Seanad debates

Thursday, 22 March 2012

Finance Bill 2012 (Certified Money Bill): Committee and Remaining Stages

 

11:00 am

Photo of Michael NoonanMichael Noonan (Minister, Department of Finance; Limerick City, Fine Gael)

I will read out the briefing note first and then we can talk about it. Illness benefit and occupational injury benefit are taxable by virtue of section 126 of the Taxes Consolidation Act 1997. However, the first 36 days, in practice the first six weeks of the payment, in a tax year are disregarded for tax purposes. Under certain employer and employee arrangements, an employee may remain on full salary while on sick leave. However, such an employee may at the same time also be in receipt of illness benefit or occupational injury benefit from the Department of Social Protection. In some instances, the receipt of full salary from the employer is conditional on the employee paying his or her illness benefit or occupational injury benefit from the Department of Social Protection to his or her employer. While an employee continues to be paid in full by his or her employer while on sick leave and at the same time also continues to be in receipt of illness benefit or occupational injury benefit from the Department of Social Protection, such an employee is generally better off while on sick leave than while working, even where he or she hands over the illness benefit or occupational injury benefit to his or her employer. Such a situation may reward the taking of illness leave and, in addition, has the capacity to increase expenditure on social welfare payments over and above what it should be.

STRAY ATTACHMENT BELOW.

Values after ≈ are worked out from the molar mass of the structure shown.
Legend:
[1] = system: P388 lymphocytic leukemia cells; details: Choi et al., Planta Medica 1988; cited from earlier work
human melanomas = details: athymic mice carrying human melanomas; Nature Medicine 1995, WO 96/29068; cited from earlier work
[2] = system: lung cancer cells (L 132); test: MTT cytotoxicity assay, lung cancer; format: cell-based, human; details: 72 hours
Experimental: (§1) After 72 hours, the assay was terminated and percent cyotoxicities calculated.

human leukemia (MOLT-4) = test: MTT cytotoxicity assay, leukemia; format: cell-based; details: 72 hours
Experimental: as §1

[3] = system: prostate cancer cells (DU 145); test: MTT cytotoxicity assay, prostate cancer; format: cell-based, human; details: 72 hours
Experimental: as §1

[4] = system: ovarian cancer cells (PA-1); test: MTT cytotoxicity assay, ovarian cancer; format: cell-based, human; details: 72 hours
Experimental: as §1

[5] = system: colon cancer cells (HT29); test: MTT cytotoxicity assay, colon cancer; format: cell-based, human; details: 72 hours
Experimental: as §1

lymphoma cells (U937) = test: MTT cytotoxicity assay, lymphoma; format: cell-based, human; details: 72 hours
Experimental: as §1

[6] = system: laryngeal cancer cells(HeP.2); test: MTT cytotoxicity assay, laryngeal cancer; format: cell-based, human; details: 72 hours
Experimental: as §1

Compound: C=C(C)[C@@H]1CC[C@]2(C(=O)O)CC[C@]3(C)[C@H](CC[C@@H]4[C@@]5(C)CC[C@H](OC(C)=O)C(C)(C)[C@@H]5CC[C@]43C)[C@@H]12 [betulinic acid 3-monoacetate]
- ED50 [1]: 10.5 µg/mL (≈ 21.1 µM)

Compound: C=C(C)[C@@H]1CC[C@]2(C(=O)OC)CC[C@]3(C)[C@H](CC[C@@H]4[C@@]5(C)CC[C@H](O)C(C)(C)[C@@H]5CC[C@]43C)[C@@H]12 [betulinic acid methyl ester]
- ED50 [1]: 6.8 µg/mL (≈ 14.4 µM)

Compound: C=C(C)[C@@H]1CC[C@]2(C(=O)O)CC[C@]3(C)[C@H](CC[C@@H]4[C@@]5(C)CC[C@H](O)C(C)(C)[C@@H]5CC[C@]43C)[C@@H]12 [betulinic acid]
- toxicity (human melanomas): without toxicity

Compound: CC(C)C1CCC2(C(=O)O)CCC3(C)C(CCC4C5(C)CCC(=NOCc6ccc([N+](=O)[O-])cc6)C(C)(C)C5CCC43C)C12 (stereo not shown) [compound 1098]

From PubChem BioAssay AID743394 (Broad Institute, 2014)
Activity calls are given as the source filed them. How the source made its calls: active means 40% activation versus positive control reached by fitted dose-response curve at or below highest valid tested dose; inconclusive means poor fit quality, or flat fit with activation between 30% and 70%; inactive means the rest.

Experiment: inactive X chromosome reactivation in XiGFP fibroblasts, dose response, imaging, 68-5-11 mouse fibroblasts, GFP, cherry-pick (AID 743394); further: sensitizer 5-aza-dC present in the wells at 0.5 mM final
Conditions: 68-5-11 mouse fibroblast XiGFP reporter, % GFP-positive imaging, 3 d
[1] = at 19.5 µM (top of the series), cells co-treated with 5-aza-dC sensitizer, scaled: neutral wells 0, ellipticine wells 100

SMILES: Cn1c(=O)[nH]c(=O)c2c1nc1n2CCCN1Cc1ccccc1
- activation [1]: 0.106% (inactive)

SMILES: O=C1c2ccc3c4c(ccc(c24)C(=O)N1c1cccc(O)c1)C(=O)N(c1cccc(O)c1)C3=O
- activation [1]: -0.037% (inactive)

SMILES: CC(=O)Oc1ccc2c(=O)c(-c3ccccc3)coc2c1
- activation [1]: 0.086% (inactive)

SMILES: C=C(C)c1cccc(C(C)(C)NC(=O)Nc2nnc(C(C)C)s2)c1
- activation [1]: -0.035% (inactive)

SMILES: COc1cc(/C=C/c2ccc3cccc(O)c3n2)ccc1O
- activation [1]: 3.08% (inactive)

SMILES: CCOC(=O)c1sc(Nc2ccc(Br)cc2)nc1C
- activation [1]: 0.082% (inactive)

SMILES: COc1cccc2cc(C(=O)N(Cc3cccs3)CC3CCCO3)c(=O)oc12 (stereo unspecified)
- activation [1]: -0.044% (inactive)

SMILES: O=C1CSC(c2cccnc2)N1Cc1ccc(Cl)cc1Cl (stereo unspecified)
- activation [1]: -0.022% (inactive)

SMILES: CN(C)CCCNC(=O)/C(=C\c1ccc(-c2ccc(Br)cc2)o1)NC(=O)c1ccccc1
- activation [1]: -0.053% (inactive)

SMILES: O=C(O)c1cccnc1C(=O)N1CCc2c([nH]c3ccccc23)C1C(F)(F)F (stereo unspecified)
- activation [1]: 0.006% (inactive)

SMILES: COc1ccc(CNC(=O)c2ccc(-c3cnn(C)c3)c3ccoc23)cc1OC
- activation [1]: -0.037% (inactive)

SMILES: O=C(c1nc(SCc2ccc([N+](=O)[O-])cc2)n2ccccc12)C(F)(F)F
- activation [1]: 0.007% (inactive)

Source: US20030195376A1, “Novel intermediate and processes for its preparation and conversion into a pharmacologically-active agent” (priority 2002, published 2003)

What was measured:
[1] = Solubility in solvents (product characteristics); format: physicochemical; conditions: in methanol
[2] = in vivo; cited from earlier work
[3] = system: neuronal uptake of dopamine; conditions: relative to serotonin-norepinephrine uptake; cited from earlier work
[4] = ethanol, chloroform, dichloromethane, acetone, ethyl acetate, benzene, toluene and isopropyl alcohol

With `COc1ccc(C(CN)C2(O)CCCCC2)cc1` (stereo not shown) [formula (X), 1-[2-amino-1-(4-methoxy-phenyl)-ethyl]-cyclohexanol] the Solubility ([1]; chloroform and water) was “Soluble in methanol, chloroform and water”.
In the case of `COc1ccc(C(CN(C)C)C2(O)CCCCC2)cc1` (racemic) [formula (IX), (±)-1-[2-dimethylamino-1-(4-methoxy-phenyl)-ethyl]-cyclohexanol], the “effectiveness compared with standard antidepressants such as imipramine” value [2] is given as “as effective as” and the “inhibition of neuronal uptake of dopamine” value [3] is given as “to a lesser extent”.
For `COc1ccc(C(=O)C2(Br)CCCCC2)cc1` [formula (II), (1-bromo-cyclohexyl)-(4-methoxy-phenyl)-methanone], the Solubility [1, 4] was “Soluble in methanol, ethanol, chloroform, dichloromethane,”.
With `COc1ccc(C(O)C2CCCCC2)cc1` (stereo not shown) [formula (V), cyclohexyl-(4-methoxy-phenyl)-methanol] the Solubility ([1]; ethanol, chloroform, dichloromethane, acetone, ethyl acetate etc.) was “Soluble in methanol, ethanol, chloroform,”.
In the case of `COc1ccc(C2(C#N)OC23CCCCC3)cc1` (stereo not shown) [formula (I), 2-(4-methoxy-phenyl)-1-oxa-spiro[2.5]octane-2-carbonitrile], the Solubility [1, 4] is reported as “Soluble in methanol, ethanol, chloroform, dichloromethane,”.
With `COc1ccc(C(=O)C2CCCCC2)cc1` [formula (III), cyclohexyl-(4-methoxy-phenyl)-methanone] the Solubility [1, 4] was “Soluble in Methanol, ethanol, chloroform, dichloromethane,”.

The motivation for this change was not to collect extra revenue, but to do something about the widespread absenteeism that prevails in our society, particularly absenteeism in the public service. This is noticeable in rural Ireland more than in urban Ireland, although that is not to say there is not a similar problem in urban Ireland. However, it is more noticeable in rural areas. It is the practice now for young people to do quite long commutes. If we take a situation where a person takes the full sick leave allowance allowed under the terms of employment, taking six weeks in the year intermittently, the person gets paid illness benefit and gets full salary. On top of that, the person does not pay for the 30 mile or 40 mile journey to work. This is a serious problem that fuels absenteeism. Statistics across the public service demonstrate that absentee levels are much higher than in the private sector. This is one of the reasons for that.

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